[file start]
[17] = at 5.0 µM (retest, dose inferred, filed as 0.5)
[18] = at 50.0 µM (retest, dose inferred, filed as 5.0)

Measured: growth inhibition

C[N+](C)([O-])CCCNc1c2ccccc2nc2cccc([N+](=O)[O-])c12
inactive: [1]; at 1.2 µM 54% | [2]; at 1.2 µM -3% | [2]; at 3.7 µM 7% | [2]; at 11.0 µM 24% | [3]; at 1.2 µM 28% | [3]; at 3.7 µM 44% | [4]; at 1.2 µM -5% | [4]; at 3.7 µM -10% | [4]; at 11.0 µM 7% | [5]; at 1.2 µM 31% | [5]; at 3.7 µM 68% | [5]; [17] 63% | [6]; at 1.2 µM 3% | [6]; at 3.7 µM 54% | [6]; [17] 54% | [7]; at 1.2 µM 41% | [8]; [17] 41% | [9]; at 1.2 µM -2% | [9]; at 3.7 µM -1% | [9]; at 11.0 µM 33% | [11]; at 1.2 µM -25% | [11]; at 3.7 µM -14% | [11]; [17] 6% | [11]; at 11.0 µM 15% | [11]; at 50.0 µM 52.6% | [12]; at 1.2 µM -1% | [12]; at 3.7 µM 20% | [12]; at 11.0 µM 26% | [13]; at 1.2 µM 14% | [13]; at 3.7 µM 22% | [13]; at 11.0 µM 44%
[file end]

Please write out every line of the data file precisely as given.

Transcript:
[17] = at 5.0 µM (retest, dose inferred, filed as 0.5)
[18] = at 50.0 µM (retest, dose inferred, filed as 5.0)

Measured: growth inhibition

C[N+](C)([O-])CCCNc1c2ccccc2nc2cccc([N+](=O)[O-])c12
inactive: [1]; at 1.2 µM 54% | [2]; at 1.2 µM -3% | [2]; at 3.7 µM 7% | [2]; at 11.0 µM 24% | [3]; at 1.2 µM 28% | [3]; at 3.7 µM 44% | [4]; at 1.2 µM -5% | [4]; at 3.7 µM -10% | [4]; at 11.0 µM 7% | [5]; at 1.2 µM 31% | [5]; at 3.7 µM 68% | [5]; [17] 63% | [6]; at 1.2 µM 3% | [6]; at 3.7 µM 54% | [6]; [17] 54% | [7]; at 1.2 µM 41% | [8]; [17] 41% | [9]; at 1.2 µM -2% | [9]; at 3.7 µM -1% | [9]; at 11.0 µM 33% | [11]; at 1.2 µM -25% | [11]; at 3.7 µM -14% | [11]; [17] 6% | [11]; at 11.0 µM 15% | [11]; at 50.0 µM 52.6% | [12]; at 1.2 µM -1% | [12]; at 3.7 µM 20% | [12]; at 11.0 µM 26% | [13]; at 1.2 µM 14% | [13]; at 3.7 µM 22% | [13]; at 11.0 µM 44%